On July 21, 2015, Black was supposed to have an injection but, when he arrived, he told Dr. Basall that he had eaten and, therefore, could not have the injection. Tr. 1263. Dr. Basall commented that this is the second time Black had done this, that Black had been told many times not to eat prior to an injection, that Black left the clinic but returned, at which point Dr. Basall explained the situation to him again with security officers present, and then discharged Black from care. Tr. 1263.

         On September 2, Black saw Dr. Stutzman to discuss tobacco cessation and chronic pain control. Tr. 1305. He wanted to transition away from his injections from pain management, as they provided minimal benefit, and wean off opioid therapy at pain management. Tr. 1305. He was currently intermittently wearing his fentanyl patch. Tr. 1305. Upon exam, he had a normal mood and affect and a normal attention span and concentration. Tr. 1307. Dr. Stutzman adjusted his medication to taper off opioids and prescribed medication and nicotine gum for smoking cessation. Tr. 1307.

         By September 16, Black had stopped wearing his fentanyl patch and Dr. Stutzman prescribed Tramadol for his pain. Tr. 1313-1314. As Dr. Stutzman expected, Black reported opioid withdrawal symptoms of insomnia, anxiety, and tremors that lasted about a week. Tr. 1311. Upon exam, he had a normal mood and affect, and normal attention span and concentration. Tr. 1313. On September 30, Black reported that the Tramadol did cause some benefit and allowed him to improve his function; however, in order to still do the things he would like to do, he had to take oxycodone. Tr. 1316. He reported right hip pain due to possible osteoarthritis. Tr. 1316. He rated his pain 6/10. Tr. 1319. Dr. Stutzman prescribed a trial of morphine to continue the process of weaning off opioids. Tr. 1316.

         On October 8, 2015, Black saw Dr. Stutzman for a routine follow-up of his chronic pain syndrome. Tr. 1325. He still had pain but said that he could function with medication and was interested in a formal exercise program. Tr. 1325. Upon exam, he sat comfortably on the examination table, had a normal mood and affect, and was cooperative. Tr. 1325. He rated his pain (lower back, hip) a 5/10. Tr. 1328.

         On October 13, 2015, Black told a physical therapist that he aggravated his back helping a friend move and putting up a deer stand. Tr. 1376. He helped take care of his grandson, including taking him to school and sport functions. Tr. 1376. His pain made it difficult to complete activities of daily living, take care of his grandson, and hunt. Tr. 1376. He reported that a cortisone shot in his right hip worked for about 5 months but had now worn off, and he had a TENS machine and a heating pad that he could use at home for pain. Tr. 1376. He rated his back pain level a 7 and his right hip pain level a 3. Tr. 1379. He attended six sessions and was discharged in November 4, 2015, with an overall improvement of 100%. Tr. 1331, 1331. He could sit through church without having to get up, he was getting up into a tree stand easily, and he was sleeping well. Tr. 1331. He met his goal of a pain level of 4/10. Tr. 1331. He was going to continue with pool therapy at the YMCA. Tr. 1332.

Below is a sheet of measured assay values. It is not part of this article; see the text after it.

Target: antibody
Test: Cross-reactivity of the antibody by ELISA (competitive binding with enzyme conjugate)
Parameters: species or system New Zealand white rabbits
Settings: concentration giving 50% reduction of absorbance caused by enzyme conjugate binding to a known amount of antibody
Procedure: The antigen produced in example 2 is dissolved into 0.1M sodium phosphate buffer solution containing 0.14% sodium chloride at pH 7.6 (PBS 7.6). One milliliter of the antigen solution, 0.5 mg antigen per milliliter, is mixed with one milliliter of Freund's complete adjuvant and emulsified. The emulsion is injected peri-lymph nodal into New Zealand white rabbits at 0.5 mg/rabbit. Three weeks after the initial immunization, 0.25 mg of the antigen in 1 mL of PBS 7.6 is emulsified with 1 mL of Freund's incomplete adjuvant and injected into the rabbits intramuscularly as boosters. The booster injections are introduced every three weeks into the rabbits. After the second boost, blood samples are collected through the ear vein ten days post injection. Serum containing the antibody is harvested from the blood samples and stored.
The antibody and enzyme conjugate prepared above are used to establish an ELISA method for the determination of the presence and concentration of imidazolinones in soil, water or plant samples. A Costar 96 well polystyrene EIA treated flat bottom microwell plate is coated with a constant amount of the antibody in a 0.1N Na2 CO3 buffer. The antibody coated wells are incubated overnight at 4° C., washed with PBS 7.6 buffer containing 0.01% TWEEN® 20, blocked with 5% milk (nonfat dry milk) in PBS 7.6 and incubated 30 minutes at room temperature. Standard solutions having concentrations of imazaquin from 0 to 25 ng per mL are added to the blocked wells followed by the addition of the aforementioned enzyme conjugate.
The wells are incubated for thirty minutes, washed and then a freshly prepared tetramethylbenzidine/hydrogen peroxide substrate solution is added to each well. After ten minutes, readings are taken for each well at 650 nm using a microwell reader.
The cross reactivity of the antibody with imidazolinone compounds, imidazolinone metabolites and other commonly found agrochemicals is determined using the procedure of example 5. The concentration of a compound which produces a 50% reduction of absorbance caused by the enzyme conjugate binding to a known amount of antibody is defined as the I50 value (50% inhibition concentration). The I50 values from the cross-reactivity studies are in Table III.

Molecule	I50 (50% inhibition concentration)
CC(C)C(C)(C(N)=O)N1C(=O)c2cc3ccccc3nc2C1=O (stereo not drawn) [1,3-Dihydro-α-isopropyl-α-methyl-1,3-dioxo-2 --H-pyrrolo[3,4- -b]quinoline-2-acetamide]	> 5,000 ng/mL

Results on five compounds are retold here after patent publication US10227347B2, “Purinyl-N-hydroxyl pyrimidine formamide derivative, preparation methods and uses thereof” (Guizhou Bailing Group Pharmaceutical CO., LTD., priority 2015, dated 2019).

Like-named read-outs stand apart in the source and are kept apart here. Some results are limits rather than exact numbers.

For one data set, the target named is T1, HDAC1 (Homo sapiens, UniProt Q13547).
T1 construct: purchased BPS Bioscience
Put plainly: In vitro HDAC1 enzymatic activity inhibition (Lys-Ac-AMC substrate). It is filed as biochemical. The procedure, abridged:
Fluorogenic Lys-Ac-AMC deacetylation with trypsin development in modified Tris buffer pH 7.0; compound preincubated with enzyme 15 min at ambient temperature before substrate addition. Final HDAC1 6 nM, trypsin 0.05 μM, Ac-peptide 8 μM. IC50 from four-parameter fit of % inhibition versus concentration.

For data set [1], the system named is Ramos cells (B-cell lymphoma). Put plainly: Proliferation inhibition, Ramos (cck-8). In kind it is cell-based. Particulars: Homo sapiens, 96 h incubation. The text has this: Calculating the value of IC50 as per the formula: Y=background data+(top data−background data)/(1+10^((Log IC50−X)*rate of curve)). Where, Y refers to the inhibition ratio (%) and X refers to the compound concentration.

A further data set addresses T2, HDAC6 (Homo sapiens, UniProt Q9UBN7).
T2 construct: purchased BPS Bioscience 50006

The next day, Black explained to Dr. Stutzman that he had participated in physical therapy because, three weeks prior, he injured his back while pulling on a bowstring. Tr. 1333. He experienced significant relief from his therapy and he wanted to cease going so that he could save some visits for later in the year, if necessary. Tr. 1333. His medication regime provided significant relief and allowed him to maintain good function. Tr. 1333. Upon exam, he sat comfortably on the examination table, had a normal mood and affect, and was able to transfer from sitting to standing without significant difficulty. Tr. 1333. He had muscle spasms and several tender points in his upper trapezius muscles but no sign of leg weakness. Tr. 1333. He rated his pain level as 5. Tr. 1336.

         At a follow up appointment with Dr. Stutzman on February 5, 2016, a drug screen was positive for opioids and marijuana. Tr. 1339. Black reported that medication provided significant relief and allowed him to maintain good function. Tr. 1341. He asked Dr. Stutzman to complete disability paperwork. Tr. 1341. He rated his back pain level at ¶ 6.5. Tr. 1343. Upon exam, he had tenderness to palpation in his legs and some muscle spasm. Tr. 1344. He had 4 strength in his upper and lower extremities. Tr. 1344. He had a normal mood, affect, attention and concentration. Tr. 1344. Dr. Stutzman opined that Black had functional improvement with his pain management regimen and commented that he would complete the disability paperwork “as able.” Tr. 1344.

         Mental: On April 7, 2014, Black visited the Counseling Center of Wayne and Holmes Counties. Tr. 824. He had not been seen since June 2013. Tr. 824. He was hearing voices, feeling depressed and having anxiety. Tr. 825. His goal was to have stability, have the voices go away, and be normal. Tr. 824. He was diagnosed with posttraumatic stress disorder, major depressive disorder, psychosis, NOS, alcohol dependence in early remission, cannabis abuse, and a history of polysubstance abuse. Tr. 828.

         On May 9, 2014, Black was hearing a demon's voice telling him to do things and he complained that people were talking about him. Tr. 1034. He had to leave WalMart the other day because he got too panicky. Tr. 1034. He was homeless and had been off medication for 9 months. Tr. 1035. Upon exam, he was calm, friendly, had good eye contact, normal speech, good concentration, memory, insight and judgment, a full affect, logical thought process, and a mood that was close to euthymic. Tr. 1034-1035. He was started on Seroquel. Tr. 1035.

         On June 12, he reported hearing several voices and stated that he had been hearing them since he was in his 20s. Tr. 1032. Seroquel had not improved this problem. Tr. 1032. Black reported using marijuana until three months prior. Tr. 1032. He suffered from chronic pain, all day every day, ...